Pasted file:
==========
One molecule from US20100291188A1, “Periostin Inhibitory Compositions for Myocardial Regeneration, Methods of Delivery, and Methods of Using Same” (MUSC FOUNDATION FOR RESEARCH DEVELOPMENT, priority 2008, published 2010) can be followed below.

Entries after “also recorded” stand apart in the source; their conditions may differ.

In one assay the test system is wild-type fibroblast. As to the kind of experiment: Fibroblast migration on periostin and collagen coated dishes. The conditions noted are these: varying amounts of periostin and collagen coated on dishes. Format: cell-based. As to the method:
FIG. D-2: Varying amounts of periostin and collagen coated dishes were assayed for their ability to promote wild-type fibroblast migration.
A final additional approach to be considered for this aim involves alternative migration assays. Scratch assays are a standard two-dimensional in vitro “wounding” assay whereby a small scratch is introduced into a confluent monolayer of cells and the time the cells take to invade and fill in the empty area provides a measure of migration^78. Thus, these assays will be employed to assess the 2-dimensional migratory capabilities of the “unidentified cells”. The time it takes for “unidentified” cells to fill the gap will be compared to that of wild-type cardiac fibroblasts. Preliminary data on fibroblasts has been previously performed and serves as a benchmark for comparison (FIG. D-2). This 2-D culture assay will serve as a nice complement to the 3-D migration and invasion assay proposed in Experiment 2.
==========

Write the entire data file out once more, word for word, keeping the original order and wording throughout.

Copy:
One molecule from US20100291188A1, “Periostin Inhibitory Compositions for Myocardial Regeneration, Methods of Delivery, and Methods of Using Same” (MUSC FOUNDATION FOR RESEARCH DEVELOPMENT, priority 2008, published 2010) can be followed below.

Entries after “also recorded” stand apart in the source; their conditions may differ.

In one assay the test system is wild-type fibroblast. As to the kind of experiment: Fibroblast migration on periostin and collagen coated dishes. The conditions noted are these: varying amounts of periostin and collagen coated on dishes. Format: cell-based. As to the method:
FIG. D-2: Varying amounts of periostin and collagen coated dishes were assayed for their ability to promote wild-type fibroblast migration.
A final additional approach to be considered for this aim involves alternative migration assays. Scratch assays are a standard two-dimensional in vitro “wounding” assay whereby a small scratch is introduced into a confluent monolayer of cells and the time the cells take to invade and fill in the empty area provides a measure of migration^78. Thus, these assays will be employed to assess the 2-dimensional migratory capabilities of the “unidentified cells”. The time it takes for “unidentified” cells to fill the gap will be compared to that of wild-type cardiac fibroblasts. Preliminary data on fibroblasts has been previously performed and serves as a benchmark for comparison (FIG. D-2). This 2-D culture assay will serve as a nice complement to the 3-D migration and invasion assay proposed in Experiment 2.